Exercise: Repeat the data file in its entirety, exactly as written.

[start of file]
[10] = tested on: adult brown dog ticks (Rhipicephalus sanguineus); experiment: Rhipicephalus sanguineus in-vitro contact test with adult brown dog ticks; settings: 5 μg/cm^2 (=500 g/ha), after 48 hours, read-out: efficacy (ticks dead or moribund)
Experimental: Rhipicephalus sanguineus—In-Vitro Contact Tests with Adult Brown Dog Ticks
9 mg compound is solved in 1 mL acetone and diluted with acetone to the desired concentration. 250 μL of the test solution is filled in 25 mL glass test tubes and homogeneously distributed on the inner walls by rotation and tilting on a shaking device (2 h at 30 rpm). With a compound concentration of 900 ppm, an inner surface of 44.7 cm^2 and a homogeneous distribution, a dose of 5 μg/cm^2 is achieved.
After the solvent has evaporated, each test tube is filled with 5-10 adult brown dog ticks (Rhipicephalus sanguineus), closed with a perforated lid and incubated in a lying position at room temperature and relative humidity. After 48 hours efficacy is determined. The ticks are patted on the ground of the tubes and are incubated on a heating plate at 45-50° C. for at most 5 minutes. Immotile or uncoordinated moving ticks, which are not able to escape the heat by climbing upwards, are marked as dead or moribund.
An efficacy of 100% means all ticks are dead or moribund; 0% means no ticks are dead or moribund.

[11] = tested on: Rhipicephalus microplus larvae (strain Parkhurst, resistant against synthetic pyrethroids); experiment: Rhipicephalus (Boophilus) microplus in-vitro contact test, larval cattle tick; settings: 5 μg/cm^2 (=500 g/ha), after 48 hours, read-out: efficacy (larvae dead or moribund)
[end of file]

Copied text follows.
[10] = tested on: adult brown dog ticks (Rhipicephalus sanguineus); experiment: Rhipicephalus sanguineus in-vitro contact test with adult brown dog ticks; settings: 5 μg/cm^2 (=500 g/ha), after 48 hours, read-out: efficacy (ticks dead or moribund)
Experimental: Rhipicephalus sanguineus—In-Vitro Contact Tests with Adult Brown Dog Ticks
9 mg compound is solved in 1 mL acetone and diluted with acetone to the desired concentration. 250 μL of the test solution is filled in 25 mL glass test tubes and homogeneously distributed on the inner walls by rotation and tilting on a shaking device (2 h at 30 rpm). With a compound concentration of 900 ppm, an inner surface of 44.7 cm^2 and a homogeneous distribution, a dose of 5 μg/cm^2 is achieved.
After the solvent has evaporated, each test tube is filled with 5-10 adult brown dog ticks (Rhipicephalus sanguineus), closed with a perforated lid and incubated in a lying position at room temperature and relative humidity. After 48 hours efficacy is determined. The ticks are patted on the ground of the tubes and are incubated on a heating plate at 45-50° C. for at most 5 minutes. Immotile or uncoordinated moving ticks, which are not able to escape the heat by climbing upwards, are marked as dead or moribund.
An efficacy of 100% means all ticks are dead or moribund; 0% means no ticks are dead or moribund.

[11] = tested on: Rhipicephalus microplus larvae (strain Parkhurst, resistant against synthetic pyrethroids); experiment: Rhipicephalus (Boophilus) microplus in-vitro contact test, larval cattle tick; settings: 5 μg/cm^2 (=500 g/ha), after 48 hours, read-out: efficacy (larvae dead or moribund)